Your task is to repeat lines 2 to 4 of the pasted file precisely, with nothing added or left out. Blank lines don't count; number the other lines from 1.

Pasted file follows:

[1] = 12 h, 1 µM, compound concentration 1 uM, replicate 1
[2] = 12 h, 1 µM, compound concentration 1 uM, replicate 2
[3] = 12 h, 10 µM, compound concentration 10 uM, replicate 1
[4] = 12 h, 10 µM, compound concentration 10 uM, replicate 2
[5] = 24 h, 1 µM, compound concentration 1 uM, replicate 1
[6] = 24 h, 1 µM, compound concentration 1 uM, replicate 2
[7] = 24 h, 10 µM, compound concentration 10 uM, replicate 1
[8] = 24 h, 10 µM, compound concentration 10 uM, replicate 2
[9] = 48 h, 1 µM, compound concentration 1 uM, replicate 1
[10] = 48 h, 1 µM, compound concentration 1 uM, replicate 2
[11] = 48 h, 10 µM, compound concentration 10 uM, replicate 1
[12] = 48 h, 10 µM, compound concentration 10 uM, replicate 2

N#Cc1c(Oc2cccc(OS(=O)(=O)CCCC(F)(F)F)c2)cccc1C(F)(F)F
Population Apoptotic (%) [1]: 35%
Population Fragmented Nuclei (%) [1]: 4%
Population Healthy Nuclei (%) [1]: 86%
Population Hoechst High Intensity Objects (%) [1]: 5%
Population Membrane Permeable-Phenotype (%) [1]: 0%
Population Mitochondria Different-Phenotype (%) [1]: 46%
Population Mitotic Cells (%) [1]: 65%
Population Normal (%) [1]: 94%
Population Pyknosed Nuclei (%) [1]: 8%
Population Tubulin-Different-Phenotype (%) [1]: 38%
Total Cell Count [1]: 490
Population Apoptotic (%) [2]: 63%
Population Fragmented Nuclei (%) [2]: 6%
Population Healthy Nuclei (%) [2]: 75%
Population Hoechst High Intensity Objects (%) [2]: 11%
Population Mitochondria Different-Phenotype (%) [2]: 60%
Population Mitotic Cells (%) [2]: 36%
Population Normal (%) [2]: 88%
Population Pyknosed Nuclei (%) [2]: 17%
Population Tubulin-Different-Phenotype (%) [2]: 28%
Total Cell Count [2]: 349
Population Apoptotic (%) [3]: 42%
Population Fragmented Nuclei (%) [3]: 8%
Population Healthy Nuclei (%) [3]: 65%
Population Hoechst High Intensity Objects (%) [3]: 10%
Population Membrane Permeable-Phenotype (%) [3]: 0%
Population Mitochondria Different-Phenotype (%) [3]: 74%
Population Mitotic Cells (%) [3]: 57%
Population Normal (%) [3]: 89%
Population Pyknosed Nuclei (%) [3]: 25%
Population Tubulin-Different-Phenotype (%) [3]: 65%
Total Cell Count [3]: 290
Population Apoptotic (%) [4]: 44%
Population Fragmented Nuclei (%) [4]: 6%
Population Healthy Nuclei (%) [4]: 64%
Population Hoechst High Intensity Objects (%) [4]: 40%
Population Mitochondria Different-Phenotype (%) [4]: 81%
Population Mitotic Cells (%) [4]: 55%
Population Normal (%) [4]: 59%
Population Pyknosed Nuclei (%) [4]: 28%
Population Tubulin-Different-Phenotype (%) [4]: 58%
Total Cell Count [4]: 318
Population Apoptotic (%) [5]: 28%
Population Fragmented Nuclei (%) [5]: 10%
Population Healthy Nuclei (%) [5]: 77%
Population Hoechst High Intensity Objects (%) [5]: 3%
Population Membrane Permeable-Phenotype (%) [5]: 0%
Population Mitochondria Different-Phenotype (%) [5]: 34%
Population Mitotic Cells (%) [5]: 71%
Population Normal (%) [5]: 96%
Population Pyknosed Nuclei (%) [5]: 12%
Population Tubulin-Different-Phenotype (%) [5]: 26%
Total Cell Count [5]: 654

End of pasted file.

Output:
[2] = 12 h, 1 µM, compound concentration 1 uM, replicate 2
[3] = 12 h, 10 µM, compound concentration 10 uM, replicate 1
[4] = 12 h, 10 µM, compound concentration 10 uM, replicate 2